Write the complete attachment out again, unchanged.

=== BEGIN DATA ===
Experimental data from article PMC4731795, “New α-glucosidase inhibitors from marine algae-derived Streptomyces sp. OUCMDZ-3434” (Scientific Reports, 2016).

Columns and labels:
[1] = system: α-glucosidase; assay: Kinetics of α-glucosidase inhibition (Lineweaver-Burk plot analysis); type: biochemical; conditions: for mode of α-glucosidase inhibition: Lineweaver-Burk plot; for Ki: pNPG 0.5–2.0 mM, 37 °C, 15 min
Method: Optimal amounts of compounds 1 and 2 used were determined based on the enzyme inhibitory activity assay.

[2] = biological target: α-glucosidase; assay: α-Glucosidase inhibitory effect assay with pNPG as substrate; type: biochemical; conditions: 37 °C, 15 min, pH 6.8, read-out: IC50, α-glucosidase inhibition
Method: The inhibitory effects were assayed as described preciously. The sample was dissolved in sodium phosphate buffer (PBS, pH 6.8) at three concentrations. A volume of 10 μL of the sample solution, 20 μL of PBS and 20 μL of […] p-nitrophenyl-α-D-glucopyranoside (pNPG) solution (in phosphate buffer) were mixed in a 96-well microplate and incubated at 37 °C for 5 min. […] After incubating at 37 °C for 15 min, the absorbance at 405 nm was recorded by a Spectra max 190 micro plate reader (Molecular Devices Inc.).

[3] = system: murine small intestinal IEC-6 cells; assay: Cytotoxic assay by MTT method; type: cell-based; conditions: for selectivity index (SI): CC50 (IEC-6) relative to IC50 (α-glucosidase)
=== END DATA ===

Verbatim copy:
Experimental data from article PMC4731795, “New α-glucosidase inhibitors from marine algae-derived Streptomyces sp. OUCMDZ-3434” (Scientific Reports, 2016).

Columns and labels:
[1] = system: α-glucosidase; assay: Kinetics of α-glucosidase inhibition (Lineweaver-Burk plot analysis); type: biochemical; conditions: for mode of α-glucosidase inhibition: Lineweaver-Burk plot; for Ki: pNPG 0.5–2.0 mM, 37 °C, 15 min
Method: Optimal amounts of compounds 1 and 2 used were determined based on the enzyme inhibitory activity assay.

[2] = biological target: α-glucosidase; assay: α-Glucosidase inhibitory effect assay with pNPG as substrate; type: biochemical; conditions: 37 °C, 15 min, pH 6.8, read-out: IC50, α-glucosidase inhibition
Method: The inhibitory effects were assayed as described preciously. The sample was dissolved in sodium phosphate buffer (PBS, pH 6.8) at three concentrations. A volume of 10 μL of the sample solution, 20 μL of PBS and 20 μL of […] p-nitrophenyl-α-D-glucopyranoside (pNPG) solution (in phosphate buffer) were mixed in a 96-well microplate and incubated at 37 °C for 5 min. […] After incubating at 37 °C for 15 min, the absorbance at 405 nm was recorded by a Spectra max 190 micro plate reader (Molecular Devices Inc.).

[3] = system: murine small intestinal IEC-6 cells; assay: Cytotoxic assay by MTT method; type: cell-based; conditions: for selectivity index (SI): CC50 (IEC-6) relative to IC50 (α-glucosidase)